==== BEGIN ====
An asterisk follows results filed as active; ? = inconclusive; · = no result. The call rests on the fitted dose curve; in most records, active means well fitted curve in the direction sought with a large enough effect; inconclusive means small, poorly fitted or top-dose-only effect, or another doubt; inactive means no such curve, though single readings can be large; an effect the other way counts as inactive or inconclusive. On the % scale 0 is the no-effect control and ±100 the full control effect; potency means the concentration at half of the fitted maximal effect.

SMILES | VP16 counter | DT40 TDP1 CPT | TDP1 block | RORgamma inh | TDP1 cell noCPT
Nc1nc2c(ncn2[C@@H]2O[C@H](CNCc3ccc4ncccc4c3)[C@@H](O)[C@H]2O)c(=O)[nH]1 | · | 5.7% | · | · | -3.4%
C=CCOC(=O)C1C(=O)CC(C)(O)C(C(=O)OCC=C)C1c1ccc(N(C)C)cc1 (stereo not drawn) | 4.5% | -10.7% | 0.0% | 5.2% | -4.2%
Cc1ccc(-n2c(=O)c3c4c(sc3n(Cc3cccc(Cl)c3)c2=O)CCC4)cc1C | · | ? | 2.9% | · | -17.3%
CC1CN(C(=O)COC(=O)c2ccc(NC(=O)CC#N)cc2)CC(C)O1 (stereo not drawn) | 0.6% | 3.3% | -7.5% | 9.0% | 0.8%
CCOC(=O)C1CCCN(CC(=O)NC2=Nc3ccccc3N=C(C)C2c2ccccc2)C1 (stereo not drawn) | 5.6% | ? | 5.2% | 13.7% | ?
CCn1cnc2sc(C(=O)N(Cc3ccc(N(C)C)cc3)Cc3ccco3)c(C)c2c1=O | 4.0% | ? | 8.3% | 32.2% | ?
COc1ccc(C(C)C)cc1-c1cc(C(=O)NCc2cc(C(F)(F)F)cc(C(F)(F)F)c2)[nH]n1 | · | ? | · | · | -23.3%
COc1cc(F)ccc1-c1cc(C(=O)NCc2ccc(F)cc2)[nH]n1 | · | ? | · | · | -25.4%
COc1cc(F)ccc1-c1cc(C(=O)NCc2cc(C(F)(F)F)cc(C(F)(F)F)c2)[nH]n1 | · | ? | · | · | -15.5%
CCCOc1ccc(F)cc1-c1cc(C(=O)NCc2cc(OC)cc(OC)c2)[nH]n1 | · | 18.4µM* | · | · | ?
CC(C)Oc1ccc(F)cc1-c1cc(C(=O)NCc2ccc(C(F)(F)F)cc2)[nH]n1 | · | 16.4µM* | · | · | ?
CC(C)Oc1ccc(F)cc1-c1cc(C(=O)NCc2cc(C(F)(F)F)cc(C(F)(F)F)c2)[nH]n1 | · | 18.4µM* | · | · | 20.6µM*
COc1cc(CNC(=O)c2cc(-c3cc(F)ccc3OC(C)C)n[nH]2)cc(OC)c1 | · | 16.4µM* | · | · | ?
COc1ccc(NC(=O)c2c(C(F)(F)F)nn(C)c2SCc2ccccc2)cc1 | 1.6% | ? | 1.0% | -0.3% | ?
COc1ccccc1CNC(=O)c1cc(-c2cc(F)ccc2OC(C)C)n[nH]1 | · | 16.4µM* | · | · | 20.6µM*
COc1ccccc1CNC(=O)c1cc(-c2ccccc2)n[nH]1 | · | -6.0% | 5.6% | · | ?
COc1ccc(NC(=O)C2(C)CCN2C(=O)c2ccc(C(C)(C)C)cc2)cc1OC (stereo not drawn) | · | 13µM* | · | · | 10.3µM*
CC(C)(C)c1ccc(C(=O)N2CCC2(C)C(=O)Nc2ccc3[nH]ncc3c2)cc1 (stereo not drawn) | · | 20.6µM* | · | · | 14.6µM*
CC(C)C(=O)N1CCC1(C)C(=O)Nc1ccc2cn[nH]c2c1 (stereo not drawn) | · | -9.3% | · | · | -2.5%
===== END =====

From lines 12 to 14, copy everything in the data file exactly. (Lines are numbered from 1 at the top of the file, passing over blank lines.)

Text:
CCCOc1ccc(F)cc1-c1cc(C(=O)NCc2cc(OC)cc(OC)c2)[nH]n1 | · | 18.4µM* | · | · | ?
CC(C)Oc1ccc(F)cc1-c1cc(C(=O)NCc2ccc(C(F)(F)F)cc2)[nH]n1 | · | 16.4µM* | · | · | ?
CC(C)Oc1ccc(F)cc1-c1cc(C(=O)NCc2cc(C(F)(F)F)cc(C(F)(F)F)c2)[nH]n1 | · | 18.4µM* | · | · | 20.6µM*